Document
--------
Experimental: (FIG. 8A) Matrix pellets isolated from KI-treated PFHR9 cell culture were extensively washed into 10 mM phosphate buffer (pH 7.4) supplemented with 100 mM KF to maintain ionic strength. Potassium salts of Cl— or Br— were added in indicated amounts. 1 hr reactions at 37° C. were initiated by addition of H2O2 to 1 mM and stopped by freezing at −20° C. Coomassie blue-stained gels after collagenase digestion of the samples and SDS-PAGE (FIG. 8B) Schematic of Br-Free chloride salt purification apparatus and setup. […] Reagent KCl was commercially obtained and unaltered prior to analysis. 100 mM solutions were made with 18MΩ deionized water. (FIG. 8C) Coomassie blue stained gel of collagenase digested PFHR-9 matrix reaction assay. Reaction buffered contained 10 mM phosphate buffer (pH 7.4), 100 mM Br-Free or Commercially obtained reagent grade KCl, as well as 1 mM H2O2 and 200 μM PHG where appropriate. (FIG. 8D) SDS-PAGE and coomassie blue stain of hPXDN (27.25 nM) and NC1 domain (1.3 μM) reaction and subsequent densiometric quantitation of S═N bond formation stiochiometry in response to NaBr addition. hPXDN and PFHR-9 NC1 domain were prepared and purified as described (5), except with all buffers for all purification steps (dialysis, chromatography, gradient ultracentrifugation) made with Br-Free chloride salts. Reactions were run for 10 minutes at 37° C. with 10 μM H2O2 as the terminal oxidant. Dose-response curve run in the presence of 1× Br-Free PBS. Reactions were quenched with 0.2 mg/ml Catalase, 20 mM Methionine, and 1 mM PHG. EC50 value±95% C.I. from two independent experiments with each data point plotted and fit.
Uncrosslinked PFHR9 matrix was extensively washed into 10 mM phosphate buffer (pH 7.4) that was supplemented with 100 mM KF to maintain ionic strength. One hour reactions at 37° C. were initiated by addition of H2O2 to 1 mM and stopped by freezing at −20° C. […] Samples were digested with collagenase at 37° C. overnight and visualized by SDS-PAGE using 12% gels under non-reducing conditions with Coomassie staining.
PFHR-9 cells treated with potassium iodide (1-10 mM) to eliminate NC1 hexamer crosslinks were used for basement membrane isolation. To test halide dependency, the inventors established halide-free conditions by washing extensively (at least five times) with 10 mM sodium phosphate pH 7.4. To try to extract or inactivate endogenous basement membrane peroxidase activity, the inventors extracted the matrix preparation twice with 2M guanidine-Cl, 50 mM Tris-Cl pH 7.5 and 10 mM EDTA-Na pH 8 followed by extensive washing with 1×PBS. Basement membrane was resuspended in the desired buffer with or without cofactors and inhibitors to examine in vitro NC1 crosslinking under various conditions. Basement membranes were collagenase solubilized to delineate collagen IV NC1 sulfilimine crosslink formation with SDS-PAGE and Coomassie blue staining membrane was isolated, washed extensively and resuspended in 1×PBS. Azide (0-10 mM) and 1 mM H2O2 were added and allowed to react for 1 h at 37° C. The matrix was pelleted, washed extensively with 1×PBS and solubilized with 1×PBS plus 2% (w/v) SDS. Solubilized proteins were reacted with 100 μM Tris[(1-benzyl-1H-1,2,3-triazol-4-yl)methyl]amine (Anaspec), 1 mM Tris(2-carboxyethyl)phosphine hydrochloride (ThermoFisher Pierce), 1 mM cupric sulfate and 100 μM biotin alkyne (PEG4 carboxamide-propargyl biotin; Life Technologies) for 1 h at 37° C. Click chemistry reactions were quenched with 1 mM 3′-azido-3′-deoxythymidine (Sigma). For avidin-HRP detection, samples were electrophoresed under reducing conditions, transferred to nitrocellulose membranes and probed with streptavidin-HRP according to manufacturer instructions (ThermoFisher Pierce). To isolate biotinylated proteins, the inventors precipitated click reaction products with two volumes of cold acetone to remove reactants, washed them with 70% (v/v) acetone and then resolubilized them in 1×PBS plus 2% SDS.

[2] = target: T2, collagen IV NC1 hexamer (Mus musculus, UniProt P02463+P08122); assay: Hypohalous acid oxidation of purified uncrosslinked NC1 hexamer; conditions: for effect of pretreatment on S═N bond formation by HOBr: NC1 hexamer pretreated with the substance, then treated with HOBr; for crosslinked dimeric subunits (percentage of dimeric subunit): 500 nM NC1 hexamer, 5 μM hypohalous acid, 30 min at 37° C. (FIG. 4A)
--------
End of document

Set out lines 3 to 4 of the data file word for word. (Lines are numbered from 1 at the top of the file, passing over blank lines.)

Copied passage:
PFHR-9 cells treated with potassium iodide (1-10 mM) to eliminate NC1 hexamer crosslinks were used for basement membrane isolation. To test halide dependency, the inventors established halide-free conditions by washing extensively (at least five times) with 10 mM sodium phosphate pH 7.4. To try to extract or inactivate endogenous basement membrane peroxidase activity, the inventors extracted the matrix preparation twice with 2M guanidine-Cl, 50 mM Tris-Cl pH 7.5 and 10 mM EDTA-Na pH 8 followed by extensive washing with 1×PBS. Basement membrane was resuspended in the desired buffer with or without cofactors and inhibitors to examine in vitro NC1 crosslinking under various conditions. Basement membranes were collagenase solubilized to delineate collagen IV NC1 sulfilimine crosslink formation with SDS-PAGE and Coomassie blue staining membrane was isolated, washed extensively and resuspended in 1×PBS. Azide (0-10 mM) and 1 mM H2O2 were added and allowed to react for 1 h at 37° C. The matrix was pelleted, washed extensively with 1×PBS and solubilized with 1×PBS plus 2% (w/v) SDS. Solubilized proteins were reacted with 100 μM Tris[(1-benzyl-1H-1,2,3-triazol-4-yl)methyl]amine (Anaspec), 1 mM Tris(2-carboxyethyl)phosphine hydrochloride (ThermoFisher Pierce), 1 mM cupric sulfate and 100 μM biotin alkyne (PEG4 carboxamide-propargyl biotin; Life Technologies) for 1 h at 37° C. Click chemistry reactions were quenched with 1 mM 3′-azido-3′-deoxythymidine (Sigma). For avidin-HRP detection, samples were electrophoresed under reducing conditions, transferred to nitrocellulose membranes and probed with streptavidin-HRP according to manufacturer instructions (ThermoFisher Pierce). To isolate biotinylated proteins, the inventors precipitated click reaction products with two volumes of cold acetone to remove reactants, washed them with 70% (v/v) acetone and then resolubilized them in 1×PBS plus 2% SDS.

[2] = target: T2, collagen IV NC1 hexamer (Mus musculus, UniProt P02463+P08122); assay: Hypohalous acid oxidation of purified uncrosslinked NC1 hexamer; conditions: for effect of pretreatment on S═N bond formation by HOBr: NC1 hexamer pretreated with the substance, then treated with HOBr; for crosslinked dimeric subunits (percentage of dimeric subunit): 500 nM NC1 hexamer, 5 μM hypohalous acid, 30 min at 37° C. (FIG. 4A)